• Tuples are containers so they hold references to objects. Tuples are only immutable in that you can't change which objects are referenced to, but if those references are to mutable objects, then you can change those objects. For example, if a tuple contains a list, you can't assign a different list to the tuple, but you can modify the list that is referenced in the tuple.

  • Python parameter passing is "call by sharing". Each parameter of a function get a copy of each reference in the arguments. The parameters are aliases of the actual arguments. A function can change a mutable object passed as a parameter but it can't replace immutable objects. This means, for example, that if a list is passed to a function, any changes to the list in the function will affect the list outside of the function. But any changes to an immutable object won't affect the object outside of the function.

  • Default mutable values for function parameters is a bad idea. Each default value is evaluated when the function is defined. This means that every call of the function will use the same object the parameter references. If the parameter is modified in one function call, the next function call will be using the same, and now modified, parameter.

  • In this example, self.players is an alias to players. players is an alias for the default list when no argument is given.

class Team:

    def __init__(self, players=[]):
        self. players = players
  • Instead of setting a parameter to a default mutable value, set the default value to None then in __init__ check if the parameter is None. If yes, set the attribute to the desired default.

  • When a mutable argument is passed to a function, unless you want any changes made to the object to appear outside of the function, you should make a copy of the object when assigning it to the instance variable.

  • A complete example of proper handling of mutable arguments

class Team:

    def __init__(self, players=None):
        if players is None:
            self.players = []
            self. players = list(player) # Makes a copy of players
  • del deletes references to objects and not the actual object. An object will be garbage collected when there are no more references to it.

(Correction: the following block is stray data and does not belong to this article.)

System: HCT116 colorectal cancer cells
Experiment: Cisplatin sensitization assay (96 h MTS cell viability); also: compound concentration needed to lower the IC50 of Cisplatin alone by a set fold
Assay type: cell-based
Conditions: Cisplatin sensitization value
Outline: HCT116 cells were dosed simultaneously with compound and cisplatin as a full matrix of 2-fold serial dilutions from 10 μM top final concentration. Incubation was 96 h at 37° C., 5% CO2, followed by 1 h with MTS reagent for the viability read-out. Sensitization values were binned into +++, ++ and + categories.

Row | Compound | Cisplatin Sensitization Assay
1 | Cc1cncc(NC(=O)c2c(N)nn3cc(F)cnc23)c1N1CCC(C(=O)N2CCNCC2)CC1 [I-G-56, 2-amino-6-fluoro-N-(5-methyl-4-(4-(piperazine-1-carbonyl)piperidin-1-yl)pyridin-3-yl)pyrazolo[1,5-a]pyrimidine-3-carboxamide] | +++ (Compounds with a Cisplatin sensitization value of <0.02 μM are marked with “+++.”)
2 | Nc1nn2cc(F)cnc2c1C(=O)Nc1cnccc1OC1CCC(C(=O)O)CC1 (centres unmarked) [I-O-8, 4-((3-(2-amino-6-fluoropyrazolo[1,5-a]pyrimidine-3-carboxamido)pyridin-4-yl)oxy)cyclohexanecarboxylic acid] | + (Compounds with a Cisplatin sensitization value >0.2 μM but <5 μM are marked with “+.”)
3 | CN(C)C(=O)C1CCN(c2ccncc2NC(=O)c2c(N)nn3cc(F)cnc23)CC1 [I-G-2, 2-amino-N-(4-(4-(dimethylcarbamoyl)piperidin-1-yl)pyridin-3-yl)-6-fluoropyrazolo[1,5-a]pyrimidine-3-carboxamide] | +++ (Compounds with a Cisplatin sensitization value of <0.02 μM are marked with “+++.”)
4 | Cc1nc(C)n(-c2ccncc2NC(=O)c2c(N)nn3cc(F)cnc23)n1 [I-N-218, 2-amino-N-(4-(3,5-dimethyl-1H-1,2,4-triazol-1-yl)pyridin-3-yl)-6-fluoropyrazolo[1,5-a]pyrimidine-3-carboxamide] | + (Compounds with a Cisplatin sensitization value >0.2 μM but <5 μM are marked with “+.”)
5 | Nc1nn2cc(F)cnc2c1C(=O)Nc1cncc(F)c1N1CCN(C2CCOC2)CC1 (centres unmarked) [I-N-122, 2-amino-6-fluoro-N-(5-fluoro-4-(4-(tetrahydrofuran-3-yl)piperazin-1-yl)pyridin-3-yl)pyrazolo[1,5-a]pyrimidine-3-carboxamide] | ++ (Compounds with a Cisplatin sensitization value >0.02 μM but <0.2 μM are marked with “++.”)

• For a tuple t, tuple(t) and t[:] return a reference to t and not a copy.

Chapter 7: Functions as First-Class Objects

  • map and filter have mostly been replaced by using list comprehensions or generator expressions.

  • reduce is mostly replaced by the built in sum function since summing a collection of items is the most common use case.

  • There are types of callable objects: user-defined functions, built-in functions, built-in methods, methods, classes, class instances, generator functions, native coroutine functions, asynchronous generator functions.

  • Use callable() on an object to determine if it is callable.

  • If a class defines a __call__ method, then instances of the class can be called.

  • To have keyword-only arguments in a function definition with variable positional arguments, specify the keyword-only arguments after the argument that captures the variable positional ones (the argument with a *).

  • For keyword-only arguments in a function definition that doesn't have variable positional arguments, put a * by itself in the definition to separate the position from the keyword arguments.

    def new_func(name, *, location="Here", time)
  • Keyword-only arguments do not need to have a default value.

  • To define positional-only parameters, put a \ in the parameter list. Arguments to the left of the \ are positional only. Other arguments may be added after the \.